“I object to the manner in which the Committee took testimony because it primarily sought information from disgruntled employees and lacked a fair and complete investigative process to explore all of the facts and witnesses available, Chief Red Eagle said in his prepared Oct. 21 statement to the Congress. Many of the Committee’s questions focused on drawing out how people felt rather than seeking facts. The investigation concentrated too much on imagined wrongs and too little on reality. The Committee’s investigative process also ‘tainted the jury pool’ by allowing other members of Congress to wander in and out of the meetings and hear incomplete testimony. As a consequence, I urge Congress to reject the report and rewrite the process to harmonize with our Constitution and, thus, be fair and impartial.”

Chief Red Eagle also said: “Because of my concerns about flaws with the whole process, I request that any selected witness testimony portray the entire witness statement in the Committee of Inquiry report in order for members of the Osage Nation to properly evaluate the work of the Committee. Edited or truncated testimony has the potential to provide an inaccurate or incorrect portrayal of what a witness has said. The best evidence of witness testimony is the full statement that the witness presented.”

In an Oct. 8 newsletter emailed to all ON government employees, Chief Red Eagle said he was interviewed for three hours during one of the investigation days and that his legal counsel was not allowed to speak on his behalf. The chief also questioned: “Can the Osage Congress serve as both investigator and juror? Is it fair that Congressman (William “Kugee”) Supernaw brought these allegations, was allowed to attend the Committee of Inquiry and will also act as a juror if there is a removal trial?”

Supernaw: ‘only those with the most substantial evidence would be considered if a trial is to be held’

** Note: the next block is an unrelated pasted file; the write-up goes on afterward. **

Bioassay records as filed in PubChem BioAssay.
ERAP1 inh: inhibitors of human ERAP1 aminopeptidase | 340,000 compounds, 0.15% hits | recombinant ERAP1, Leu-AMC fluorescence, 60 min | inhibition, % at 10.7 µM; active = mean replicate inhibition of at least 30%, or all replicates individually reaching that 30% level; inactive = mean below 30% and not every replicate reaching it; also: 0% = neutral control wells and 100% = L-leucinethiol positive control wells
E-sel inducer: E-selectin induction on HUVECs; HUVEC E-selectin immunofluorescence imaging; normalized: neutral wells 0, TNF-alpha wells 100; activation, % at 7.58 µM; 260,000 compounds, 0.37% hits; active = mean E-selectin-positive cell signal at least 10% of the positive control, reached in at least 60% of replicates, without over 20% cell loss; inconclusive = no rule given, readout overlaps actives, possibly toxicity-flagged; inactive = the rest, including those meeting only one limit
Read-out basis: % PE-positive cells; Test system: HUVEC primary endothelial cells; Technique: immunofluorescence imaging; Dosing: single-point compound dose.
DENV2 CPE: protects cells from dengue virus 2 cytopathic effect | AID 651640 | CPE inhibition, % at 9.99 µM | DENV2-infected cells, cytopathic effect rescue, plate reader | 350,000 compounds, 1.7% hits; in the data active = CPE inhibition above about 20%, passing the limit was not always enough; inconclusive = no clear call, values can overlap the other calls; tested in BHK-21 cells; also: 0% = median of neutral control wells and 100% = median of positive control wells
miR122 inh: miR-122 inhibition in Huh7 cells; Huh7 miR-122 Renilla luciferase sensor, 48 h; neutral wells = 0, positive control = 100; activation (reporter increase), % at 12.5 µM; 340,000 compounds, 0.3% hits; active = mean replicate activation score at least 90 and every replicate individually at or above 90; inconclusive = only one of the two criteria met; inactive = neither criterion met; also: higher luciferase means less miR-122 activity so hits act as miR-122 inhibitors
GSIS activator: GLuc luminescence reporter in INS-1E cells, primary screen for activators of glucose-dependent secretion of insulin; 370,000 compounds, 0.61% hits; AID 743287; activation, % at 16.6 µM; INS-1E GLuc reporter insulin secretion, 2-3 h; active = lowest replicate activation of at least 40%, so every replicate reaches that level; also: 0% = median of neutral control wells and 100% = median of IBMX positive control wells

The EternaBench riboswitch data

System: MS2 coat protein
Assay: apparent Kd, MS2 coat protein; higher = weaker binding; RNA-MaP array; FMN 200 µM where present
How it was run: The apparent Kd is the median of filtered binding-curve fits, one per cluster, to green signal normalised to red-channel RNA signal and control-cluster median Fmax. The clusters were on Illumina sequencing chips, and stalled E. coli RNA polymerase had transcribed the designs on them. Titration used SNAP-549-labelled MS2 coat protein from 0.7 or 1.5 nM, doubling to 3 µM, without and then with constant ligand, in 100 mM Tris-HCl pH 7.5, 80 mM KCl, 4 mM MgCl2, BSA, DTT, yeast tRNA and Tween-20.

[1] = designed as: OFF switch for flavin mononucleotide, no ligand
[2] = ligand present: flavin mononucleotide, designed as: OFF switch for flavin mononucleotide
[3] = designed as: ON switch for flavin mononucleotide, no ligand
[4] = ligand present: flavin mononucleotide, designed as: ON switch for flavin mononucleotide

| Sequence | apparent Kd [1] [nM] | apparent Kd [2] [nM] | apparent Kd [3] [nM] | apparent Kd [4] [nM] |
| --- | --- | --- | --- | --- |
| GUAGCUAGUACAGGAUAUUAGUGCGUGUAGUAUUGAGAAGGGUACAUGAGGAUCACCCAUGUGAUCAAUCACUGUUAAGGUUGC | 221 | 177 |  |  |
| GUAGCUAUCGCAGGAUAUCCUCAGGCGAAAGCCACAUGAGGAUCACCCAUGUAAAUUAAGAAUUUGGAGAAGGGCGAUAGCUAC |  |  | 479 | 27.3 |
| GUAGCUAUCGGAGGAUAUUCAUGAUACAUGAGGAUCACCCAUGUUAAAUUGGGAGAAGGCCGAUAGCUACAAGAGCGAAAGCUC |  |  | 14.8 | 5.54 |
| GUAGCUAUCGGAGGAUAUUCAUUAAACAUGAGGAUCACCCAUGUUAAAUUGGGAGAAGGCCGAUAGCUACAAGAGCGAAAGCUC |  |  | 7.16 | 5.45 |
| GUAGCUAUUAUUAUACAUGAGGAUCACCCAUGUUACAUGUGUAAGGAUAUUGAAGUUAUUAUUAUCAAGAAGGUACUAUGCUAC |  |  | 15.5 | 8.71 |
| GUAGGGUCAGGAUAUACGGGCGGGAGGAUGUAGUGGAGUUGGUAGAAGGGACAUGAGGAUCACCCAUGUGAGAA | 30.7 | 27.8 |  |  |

In his Oct. 20 “Notes to the Nation” newsletter, Supernaw said he only raised three of the 15 allegations with the remaining allegations brought by other Congress members. “The remaining 12 allegations were submitted by other members of Congress who had some knowledge of the incidents because of personal experience or because they were reported to them by others,” Supernaw said.

Supernaw also wrote: “An investigation that required the testimony of some 40 witnesses and hundreds of pages of documentation has been held to determine which allegations might have enough corroborating evidence to warrant a trial. I don’t think that anyone ever thought that all 15 allegations would ever go forward to trial; only those with the most substantial evidence would be considered if a trial is to be held. The SCOI report, which probably will be delivered during this special session, is expected to recommend which allegations, if any, would be proper subjects for trial. A motion (for a removal trial) would have to be made by a member of Congress and at least 8 votes would be needed to proceed to trial.”

The next special session meeting date for Congress is Thursday Oct. 24 at 10 a.m. The Select Committee of Inquiry will meet as needed throughout the special session to complete its work.

After the Select Committee of Inquiry presents its findings and recommendations, it must disband, according to Congressional rules. After the committee issues its report – and if it finds sufficient grounds exist for a removal trial – a written motion to conduct a removal trial must be issued for a vote by the entire Congress. Per Congressional rules, the motion for removal must be based on cause which include one or more of the following charges: willful neglect of duty, malfeasance in office, habitual abuse of alcohol or drugs, inability to meet qualifications to serve, conviction of a felony or a misdemeanor involving moral turpitude while in office, undermining the integrity of the office, disregard of constitutional duties and oath of office, arrogation of power or abuse of the government process.

To see the full list of the 15 allegations against Chief Red Eagle, click on the link:

*Editors note: This story was edited for clarification on Oct. 23